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At two o’clock in the morning, if you open your window and listen,
You will hear the feet of the Wind that is going to call the sun.
And the trees in the shadow rustle and the trees in the moonlight glisten,
And though it is deep, dark night, you feel that the night is done.
. . .

Rudyard Kipling, The Dawn Wind

Written by Scott Moonen

July 11, 2019 at 4:28 pm

Posted in Poetry

Contentment

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You should probably be using the tool that you hate the most. You hate it because you know the most about it.

Dan McKinley

Crossposted to full◦valence.

Written by Scott Moonen

July 3, 2019 at 8:10 am

Self-discipline

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Why not do the thing you admire, instead of admiring the thing you do?

Lisa Moonen

Written by Scott Moonen

June 20, 2019 at 8:21 am

Posted in Quotations, Vocation

Two tables

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In 1 Samuel 28, king Saul of the tribe of Benjamin consults a witch and shares a midnight meal with her. This is a table of demons, an anti–Passover, an anti–exodus ending in defeat and death and disgrace.

In Acts 16, the apostle Paul (or Saul) of the tribe of Benjamin casts a demon out of a witch and shares a midnight meal with the Philippian jailer. This is the table of the Lord, a Passover, an exodus ending in deliverance, victory, conquest (salvation), and vindication.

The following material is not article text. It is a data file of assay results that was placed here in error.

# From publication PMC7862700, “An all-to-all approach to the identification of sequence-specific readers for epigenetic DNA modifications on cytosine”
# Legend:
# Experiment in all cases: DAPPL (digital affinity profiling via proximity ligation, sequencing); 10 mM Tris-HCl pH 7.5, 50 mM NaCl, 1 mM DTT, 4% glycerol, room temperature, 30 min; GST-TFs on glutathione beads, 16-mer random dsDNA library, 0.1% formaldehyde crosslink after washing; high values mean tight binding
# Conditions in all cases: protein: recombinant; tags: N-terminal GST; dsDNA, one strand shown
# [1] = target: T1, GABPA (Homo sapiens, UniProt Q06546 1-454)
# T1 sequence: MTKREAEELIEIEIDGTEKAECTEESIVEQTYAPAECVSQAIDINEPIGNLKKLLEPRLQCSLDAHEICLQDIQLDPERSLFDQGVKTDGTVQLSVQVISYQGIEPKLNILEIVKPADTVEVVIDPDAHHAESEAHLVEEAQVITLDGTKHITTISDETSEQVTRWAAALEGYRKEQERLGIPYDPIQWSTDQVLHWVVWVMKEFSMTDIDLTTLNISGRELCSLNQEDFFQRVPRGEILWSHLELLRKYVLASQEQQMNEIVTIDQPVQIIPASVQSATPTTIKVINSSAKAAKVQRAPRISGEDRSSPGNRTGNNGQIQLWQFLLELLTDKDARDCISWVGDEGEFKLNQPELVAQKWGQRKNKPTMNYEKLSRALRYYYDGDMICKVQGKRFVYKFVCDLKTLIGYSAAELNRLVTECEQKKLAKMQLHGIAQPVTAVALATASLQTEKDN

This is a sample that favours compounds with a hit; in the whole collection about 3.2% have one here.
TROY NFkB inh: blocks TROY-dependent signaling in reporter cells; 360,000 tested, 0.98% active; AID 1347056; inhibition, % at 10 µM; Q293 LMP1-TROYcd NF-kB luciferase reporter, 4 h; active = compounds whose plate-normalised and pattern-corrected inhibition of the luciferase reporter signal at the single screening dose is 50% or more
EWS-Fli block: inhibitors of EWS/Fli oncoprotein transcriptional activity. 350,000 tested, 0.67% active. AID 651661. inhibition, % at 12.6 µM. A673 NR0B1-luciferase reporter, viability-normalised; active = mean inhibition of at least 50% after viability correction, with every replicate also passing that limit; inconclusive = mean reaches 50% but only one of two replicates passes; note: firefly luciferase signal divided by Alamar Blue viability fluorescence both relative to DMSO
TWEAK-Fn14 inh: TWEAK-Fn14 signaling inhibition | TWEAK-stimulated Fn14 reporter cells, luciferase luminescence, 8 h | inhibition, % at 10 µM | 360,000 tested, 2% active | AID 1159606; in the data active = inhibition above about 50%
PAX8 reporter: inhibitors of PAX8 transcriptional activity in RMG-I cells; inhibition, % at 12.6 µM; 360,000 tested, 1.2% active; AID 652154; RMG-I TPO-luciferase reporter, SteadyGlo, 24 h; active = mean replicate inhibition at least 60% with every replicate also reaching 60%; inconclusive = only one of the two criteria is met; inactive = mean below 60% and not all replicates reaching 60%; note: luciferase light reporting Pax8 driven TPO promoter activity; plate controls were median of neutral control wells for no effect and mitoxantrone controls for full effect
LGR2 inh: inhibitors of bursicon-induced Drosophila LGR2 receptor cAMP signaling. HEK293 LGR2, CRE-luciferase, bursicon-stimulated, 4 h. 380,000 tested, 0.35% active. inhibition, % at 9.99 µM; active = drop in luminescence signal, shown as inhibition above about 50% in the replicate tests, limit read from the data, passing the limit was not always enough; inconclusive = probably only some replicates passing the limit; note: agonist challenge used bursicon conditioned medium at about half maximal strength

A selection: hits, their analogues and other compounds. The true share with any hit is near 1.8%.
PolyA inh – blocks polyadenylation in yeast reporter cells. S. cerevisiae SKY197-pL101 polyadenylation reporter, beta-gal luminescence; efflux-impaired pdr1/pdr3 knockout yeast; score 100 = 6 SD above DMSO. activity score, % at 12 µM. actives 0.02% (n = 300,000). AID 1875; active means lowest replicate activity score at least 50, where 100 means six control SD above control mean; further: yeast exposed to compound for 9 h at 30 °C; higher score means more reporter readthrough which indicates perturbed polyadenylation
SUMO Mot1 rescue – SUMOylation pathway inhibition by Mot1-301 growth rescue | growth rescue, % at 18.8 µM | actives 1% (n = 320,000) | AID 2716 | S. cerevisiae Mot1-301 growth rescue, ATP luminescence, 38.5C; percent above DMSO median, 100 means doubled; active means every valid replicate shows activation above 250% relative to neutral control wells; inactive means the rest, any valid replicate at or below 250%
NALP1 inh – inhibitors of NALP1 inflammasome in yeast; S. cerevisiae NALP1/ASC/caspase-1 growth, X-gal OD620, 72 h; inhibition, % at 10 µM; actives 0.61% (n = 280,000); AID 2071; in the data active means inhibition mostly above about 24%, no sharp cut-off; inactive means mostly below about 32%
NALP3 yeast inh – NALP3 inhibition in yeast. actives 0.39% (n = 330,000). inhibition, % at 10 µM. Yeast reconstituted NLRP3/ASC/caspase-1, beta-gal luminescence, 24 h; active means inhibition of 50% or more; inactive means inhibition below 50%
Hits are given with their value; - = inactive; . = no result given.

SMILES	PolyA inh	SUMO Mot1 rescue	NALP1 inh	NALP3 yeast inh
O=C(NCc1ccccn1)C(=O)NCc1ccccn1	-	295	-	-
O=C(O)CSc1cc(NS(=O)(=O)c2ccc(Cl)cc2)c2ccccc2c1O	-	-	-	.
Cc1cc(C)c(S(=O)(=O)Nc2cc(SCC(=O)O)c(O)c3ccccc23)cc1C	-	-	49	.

On a different tack, this is also a victory of Paul over a serpent, as the spirit of divination is literally the spirit of a python. This adds to the exodus motif as it parallels Moses’s and Aaron’s victory over the Egyptian magicians in Exodus 7, and also points to Jesus’s great victory over the great serpent.

The LORD God said to the serpent,
“Because you have done this,
cursed are you above all livestock
and above all beasts of the field;
on your belly you shall go,
and dust you shall eat
all the days of your life.
I will put enmity between you and the woman,
and between your offspring and her offspring;
he shall bruise your head,
and you shall bruise his heel.” (Genesis 3:14–15 ESV)

Written by Scott Moonen

June 8, 2019 at 11:42 am

Posted in Biblical Theology

Rehearsal

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A theme, a melody, is a definite statement in tones—and apparently music can never have enough of saying over again what has already been said, not once or twice, but dozens of times; hardly does a section, which consists largely of repetitions, come to an end before the whole story is happily retold over again.

How is it that a procedure which, in any other form of expression, would produce sheer nonsense proves, in the language of music, to be thoroughly sensible—to such an extent that rehearing what has already been heard is one of the chief sources—for many, the chief source—of the pleasure given by music?

Victor Zuckerkandl, Sound and Symbol. HT: John Barach

Written by Scott Moonen

May 12, 2019 at 8:47 am

Posted in Music, Quotations, Worship